The Satellite Guy showed up at 3:20 last Friday at our new residence in Northwest D.C. The morning appointment had been set weeks before, and since noon we'd received a series of calls from the dispatcher promising Satellite Guy would be there within the hour to install the DirecTV dish. Instead, he had in his hand a paper he wanted me to sign, canceling my order. Too many tall trees, he declared.
No hello. No apologies for keeping us tied down all day. No walk around the property to consider potential locations for the dish or find out if some trees could be trimmed or cut. No explanation for why his sales colleague had never warned that trees might pose a problem.
A follow-up call to his supervisor in Idaho elicited only one of those disingenuous apologies people learn to deliver at one-day customer-service training sessions. It quickly became obvious that he was totally uninterested in learning how his company might avoid aggravating customers in the future.
I'm sure you all have your own stories about the sorry state of customer service, many far worse than mine. So I'm thinking it may be time for the secretary of commerce to declare a Stage Three national service emergency. That would be a warning to all businesses that the money they've invested in new technology to streamline operations, and the marketing money to acquire new customers, is secretly being frittered away by subversives from within.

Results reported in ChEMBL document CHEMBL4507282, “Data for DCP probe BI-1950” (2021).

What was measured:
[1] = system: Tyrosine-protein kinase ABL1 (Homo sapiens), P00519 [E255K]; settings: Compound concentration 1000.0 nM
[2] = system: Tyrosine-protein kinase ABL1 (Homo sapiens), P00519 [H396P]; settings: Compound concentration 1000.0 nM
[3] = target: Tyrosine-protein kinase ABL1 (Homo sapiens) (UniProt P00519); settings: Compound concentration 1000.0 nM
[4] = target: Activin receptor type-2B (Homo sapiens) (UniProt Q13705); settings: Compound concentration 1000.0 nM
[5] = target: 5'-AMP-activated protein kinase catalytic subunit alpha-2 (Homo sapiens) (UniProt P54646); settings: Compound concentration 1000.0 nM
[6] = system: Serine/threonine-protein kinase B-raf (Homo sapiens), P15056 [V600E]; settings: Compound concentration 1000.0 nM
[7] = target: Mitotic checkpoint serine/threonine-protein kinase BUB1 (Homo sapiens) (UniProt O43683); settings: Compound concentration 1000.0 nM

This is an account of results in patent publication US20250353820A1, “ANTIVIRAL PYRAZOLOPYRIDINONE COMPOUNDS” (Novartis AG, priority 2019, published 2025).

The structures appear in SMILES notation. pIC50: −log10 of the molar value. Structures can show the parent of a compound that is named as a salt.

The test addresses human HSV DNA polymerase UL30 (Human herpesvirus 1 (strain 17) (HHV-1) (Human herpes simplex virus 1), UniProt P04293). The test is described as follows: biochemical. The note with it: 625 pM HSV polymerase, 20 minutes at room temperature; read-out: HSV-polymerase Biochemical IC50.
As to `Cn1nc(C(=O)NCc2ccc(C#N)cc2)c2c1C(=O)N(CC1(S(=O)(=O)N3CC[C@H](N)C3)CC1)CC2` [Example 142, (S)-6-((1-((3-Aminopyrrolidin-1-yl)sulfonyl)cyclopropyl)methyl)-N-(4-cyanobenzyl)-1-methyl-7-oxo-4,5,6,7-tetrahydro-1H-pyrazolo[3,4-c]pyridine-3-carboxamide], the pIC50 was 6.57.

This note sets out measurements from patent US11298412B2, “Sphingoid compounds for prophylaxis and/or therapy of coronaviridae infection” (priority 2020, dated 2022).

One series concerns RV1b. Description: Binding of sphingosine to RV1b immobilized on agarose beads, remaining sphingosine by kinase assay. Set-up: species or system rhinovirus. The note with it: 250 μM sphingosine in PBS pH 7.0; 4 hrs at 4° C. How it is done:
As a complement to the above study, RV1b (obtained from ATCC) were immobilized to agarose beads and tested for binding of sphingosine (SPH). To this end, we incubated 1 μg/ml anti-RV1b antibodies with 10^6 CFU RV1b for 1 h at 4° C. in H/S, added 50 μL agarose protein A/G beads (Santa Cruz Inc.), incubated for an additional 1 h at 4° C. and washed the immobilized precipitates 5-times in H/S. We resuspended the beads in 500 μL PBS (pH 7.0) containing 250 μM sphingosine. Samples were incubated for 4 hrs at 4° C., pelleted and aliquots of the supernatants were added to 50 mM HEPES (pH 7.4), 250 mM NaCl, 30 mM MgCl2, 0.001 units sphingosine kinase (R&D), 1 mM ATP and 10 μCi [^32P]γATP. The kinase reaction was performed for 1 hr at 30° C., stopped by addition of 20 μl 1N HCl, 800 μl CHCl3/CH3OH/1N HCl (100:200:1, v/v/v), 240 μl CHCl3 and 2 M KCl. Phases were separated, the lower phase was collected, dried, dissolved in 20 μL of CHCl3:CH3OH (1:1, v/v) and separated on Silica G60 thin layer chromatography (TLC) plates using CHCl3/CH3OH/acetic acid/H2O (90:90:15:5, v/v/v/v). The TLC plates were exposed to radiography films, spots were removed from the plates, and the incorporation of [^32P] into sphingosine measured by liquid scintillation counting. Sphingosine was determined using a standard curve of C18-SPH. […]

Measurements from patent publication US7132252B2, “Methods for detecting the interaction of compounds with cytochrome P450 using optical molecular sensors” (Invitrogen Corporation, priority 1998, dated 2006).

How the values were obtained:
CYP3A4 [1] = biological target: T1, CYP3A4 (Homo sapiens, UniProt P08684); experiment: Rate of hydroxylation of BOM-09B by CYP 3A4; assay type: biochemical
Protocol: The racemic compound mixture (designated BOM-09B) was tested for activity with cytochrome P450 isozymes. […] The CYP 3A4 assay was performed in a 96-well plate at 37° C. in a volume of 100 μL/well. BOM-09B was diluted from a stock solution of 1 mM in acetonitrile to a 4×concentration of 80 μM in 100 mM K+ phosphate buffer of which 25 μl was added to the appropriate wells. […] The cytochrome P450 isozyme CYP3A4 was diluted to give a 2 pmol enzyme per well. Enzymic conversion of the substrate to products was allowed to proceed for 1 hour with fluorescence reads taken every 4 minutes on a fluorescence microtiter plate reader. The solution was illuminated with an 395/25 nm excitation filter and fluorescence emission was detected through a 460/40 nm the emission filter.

My family's telecom saga actually began more than a month before our move, when a salesperson at Verizon sold my wife on a package deal that included local and long-distance phone service, DSL Internet access, and DirecTV. In time, we'd also switch over the cell phones. The attraction was both a competitive price and the ease of dealing with a single company. Ours was to be an all-Verizon family.